SN: It turns the traditional development cycle on its head because generally what happens is level designers start making maps. They immediately start throwing textures in that illuminate. They make these great looking maps and what happens is it turns out parts of the maps don't work. They're no fun and they end up having to take out and radically alter parts of the game so they ended up wasting a lot of art resources.

But the way our process works is, you go in, you make the game, you make it fun, you get it nailed down. You can basically apply almost infinite art resources to the world to make it look as good as you want until you're tired of working on it. You need to ship it and you just say go. But with all the texturing the artist can do, in the end it has no performance or stability effects.

Are you trying to eliminate the concept of a lead SKU with this solution?

SN: Yeah. I think the lead SKU in development, you pick a platform or another, and [that] might be mirrored mainly what you're doing your testing on. We are trying to ensure that more people in the studio are working across different platforms simultaneously. We don't have the sort of stepchild platform that's going to be a year behind that you're going to try to pack it onto after the fact. We think about the game and all of the platforms which is what this technology allows you to do.

A lot of people were starting to build on the 360 and they had to go cross platform to the PS3 and were having trouble chopping everything up and fitting it in.

SN: Yeah, you don't have to do that with this technology.

Do you have a dedicated team for the engine side versus the game building side?

SN: No. This is the technology that's being constructed for our next game. It's not a separate team. It's the guys who've been making games for a long time. We kind of understand with next generation where we are at right now, that the tools, the teams need to be effective so those tools that we need to make our own internal titles successful are the same tools that licensees will need to make their titles successful.

KC: That's an important sort of decision from our point, because the idea is that when you're not applying these technology decisions directly to a game solution then the decisions you make on the engineering side become more theoretical than they do practical. You end up having technology solutions that don't really apply to anybody, or have too much overhead, so it's really important for us if we do things that are practical for games. Things like maintain a really super frame rate, and keep the technology more open and generalized for the applications that get added on to a game later, rather than trying to make all these little minute details that we think somebody may want five years down the line or something like that.

But if you don't have a dedicated team, are you able to provide support at all?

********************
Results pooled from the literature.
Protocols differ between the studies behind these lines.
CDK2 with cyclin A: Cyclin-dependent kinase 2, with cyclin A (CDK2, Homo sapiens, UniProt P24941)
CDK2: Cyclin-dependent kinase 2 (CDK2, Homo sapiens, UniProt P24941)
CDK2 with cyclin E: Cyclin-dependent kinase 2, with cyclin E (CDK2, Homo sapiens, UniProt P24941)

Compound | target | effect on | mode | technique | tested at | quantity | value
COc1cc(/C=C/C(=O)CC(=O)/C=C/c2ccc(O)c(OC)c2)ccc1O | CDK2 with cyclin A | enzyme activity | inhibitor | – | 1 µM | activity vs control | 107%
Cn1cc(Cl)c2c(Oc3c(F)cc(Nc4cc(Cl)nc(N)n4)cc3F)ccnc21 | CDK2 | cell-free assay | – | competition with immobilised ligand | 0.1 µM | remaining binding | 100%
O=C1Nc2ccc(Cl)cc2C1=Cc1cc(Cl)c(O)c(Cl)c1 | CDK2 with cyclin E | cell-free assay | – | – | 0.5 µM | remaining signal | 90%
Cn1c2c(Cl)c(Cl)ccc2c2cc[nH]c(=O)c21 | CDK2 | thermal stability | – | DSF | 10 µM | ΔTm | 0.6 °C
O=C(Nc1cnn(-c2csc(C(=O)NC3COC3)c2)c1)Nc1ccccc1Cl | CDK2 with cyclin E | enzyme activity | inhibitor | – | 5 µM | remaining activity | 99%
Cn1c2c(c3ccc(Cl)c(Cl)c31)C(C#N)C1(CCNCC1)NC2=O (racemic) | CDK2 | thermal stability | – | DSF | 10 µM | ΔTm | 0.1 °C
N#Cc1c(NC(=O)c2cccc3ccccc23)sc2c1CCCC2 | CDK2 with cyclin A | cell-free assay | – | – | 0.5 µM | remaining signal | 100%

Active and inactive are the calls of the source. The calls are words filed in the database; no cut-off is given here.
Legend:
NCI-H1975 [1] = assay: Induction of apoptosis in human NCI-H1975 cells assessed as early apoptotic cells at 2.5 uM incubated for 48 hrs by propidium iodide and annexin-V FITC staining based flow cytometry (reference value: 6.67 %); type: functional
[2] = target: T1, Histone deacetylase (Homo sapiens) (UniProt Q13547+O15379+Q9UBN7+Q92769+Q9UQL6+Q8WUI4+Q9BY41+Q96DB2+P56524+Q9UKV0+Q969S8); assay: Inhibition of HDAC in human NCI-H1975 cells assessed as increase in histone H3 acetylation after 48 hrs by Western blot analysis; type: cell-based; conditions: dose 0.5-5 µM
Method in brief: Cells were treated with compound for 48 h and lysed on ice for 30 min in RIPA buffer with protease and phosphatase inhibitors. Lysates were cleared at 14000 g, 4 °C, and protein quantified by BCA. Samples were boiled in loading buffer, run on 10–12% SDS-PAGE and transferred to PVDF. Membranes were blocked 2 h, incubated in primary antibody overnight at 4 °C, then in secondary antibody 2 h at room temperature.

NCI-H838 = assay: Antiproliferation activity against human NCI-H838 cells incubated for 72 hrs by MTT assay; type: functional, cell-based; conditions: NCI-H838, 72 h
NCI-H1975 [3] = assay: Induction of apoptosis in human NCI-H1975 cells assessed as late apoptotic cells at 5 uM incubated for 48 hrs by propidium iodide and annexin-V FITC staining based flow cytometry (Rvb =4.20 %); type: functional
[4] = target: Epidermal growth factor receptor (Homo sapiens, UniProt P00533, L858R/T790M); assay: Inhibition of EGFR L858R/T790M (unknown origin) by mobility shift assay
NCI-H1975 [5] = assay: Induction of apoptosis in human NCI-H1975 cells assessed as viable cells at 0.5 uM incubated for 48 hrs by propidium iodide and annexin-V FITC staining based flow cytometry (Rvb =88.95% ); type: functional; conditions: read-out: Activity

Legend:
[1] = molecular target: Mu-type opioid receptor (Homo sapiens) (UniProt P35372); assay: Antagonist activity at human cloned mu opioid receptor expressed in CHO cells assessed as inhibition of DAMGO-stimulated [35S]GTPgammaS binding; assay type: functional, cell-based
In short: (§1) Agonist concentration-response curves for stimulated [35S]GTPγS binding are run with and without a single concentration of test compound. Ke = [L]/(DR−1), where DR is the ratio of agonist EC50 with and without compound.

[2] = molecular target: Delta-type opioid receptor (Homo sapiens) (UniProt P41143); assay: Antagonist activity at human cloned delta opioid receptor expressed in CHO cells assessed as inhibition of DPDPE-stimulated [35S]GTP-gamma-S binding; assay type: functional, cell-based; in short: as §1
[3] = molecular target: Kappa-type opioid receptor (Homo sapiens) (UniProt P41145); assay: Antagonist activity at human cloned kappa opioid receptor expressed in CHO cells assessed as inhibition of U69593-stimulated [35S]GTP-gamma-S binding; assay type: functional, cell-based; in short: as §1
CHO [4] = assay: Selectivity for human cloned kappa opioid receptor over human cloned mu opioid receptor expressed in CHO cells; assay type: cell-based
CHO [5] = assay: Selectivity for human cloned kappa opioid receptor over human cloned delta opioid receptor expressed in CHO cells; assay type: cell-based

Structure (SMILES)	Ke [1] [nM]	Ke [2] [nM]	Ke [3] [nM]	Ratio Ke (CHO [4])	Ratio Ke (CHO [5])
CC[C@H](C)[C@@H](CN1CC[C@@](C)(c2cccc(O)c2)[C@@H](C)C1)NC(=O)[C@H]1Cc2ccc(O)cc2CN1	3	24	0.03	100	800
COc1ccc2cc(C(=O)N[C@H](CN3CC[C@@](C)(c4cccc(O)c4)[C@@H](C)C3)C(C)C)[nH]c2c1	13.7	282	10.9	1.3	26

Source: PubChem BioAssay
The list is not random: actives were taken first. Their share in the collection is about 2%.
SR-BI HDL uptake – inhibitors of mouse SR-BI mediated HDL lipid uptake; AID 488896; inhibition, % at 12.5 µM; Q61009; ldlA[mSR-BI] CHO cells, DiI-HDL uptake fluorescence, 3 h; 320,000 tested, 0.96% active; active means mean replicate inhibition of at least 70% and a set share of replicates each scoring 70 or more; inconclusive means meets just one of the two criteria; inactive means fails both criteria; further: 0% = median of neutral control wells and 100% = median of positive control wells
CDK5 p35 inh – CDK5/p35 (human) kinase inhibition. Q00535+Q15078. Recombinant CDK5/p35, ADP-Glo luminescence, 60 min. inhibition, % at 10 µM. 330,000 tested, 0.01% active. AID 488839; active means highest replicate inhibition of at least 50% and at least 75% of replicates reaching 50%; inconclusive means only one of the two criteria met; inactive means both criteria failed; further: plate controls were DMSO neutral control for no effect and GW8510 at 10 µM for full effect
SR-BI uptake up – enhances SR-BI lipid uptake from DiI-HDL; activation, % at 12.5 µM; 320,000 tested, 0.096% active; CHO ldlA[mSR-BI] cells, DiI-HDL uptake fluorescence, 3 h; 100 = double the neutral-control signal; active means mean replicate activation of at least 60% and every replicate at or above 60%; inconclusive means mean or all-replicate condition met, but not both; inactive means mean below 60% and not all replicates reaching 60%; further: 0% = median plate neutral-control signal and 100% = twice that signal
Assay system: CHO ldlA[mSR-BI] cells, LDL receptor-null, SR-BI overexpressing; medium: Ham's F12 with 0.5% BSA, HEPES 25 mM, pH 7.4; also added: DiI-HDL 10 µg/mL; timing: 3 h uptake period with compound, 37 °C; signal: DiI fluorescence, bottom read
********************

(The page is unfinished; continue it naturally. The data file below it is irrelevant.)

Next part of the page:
KC: Yes. In terms of support side, resourcing, people asking questions, needing help actually working with the technology, things like that, yes.

SN: We have a support department now, which is something we recently added. Their job is only to focus on support to our licensees and technical documentation, so absolutely they get support. But there's a key difference there because we don't have the approach that people say, "Hey I really need this feature in your engine to make our game. Can you write it for us?” The thing is, we have the most well-structured, elegantly written code solution available and this gives you... well, the thing about Quake III, which was a very successful multiplayer game, but at the same time some of the games that came out of that -- Call Of Duty, Medal of Honor, James Bond -- those were great single-player games which were made on a multiplayer engine.

The reason why is because that fundamental core-level code is so well written, so well-structured and so easy to get to, you can really do anything you want. What's so great about that is you're not limited to making a game that looks just like the technology that you licensed. When you have that approach you can actually go in and make better, more creative games because of just the way it's structured.

KC: It's just like with Quake III and Return to Castle Wolfenstein and Wolfenstein Enemy Territory. Super-successful in their own rights, one single-player, one multiplayer focus, using the same base core technology.

SN: We'd much rather give someone advice. They could come to us and say "This is how we were thinking about writing that system" and we could say, "This is what we think about it. Maybe you want to look over here." But we honestly don't think it's in the developer’s interest for us to try and implement this system for them.

Obviously, id's done a great job of building out as a software brand, but I don't often see the name as prominently as a tool. I'm not always aware when someone is licensing with the technology you have. Is that going to change?

KC: Oh yeah. I think in terms of id Tech 5, we're here. We're showing it to publishers and things. We're definitely taking that type of focused approach. I think with when you look back at Quake III, like Steve was saying, it's extremely successful for us. I think the difference when we went to Doom... the thing was with Doom 3 was in a lot of ways PC-focused. We were sort of in that middle ground between the console transitions.

That sort of left Doom behind because I think a lot of developers, rightfully so, want a multi-platform solution. So with id Tech 5, we made the decision when we first started on it, this is going to be... it's not just a technology that has multi-platform because we developed separate engines, it's multi-platform because John took an approach, knowing how all the hardware worked, to make one technology that works best for all platforms.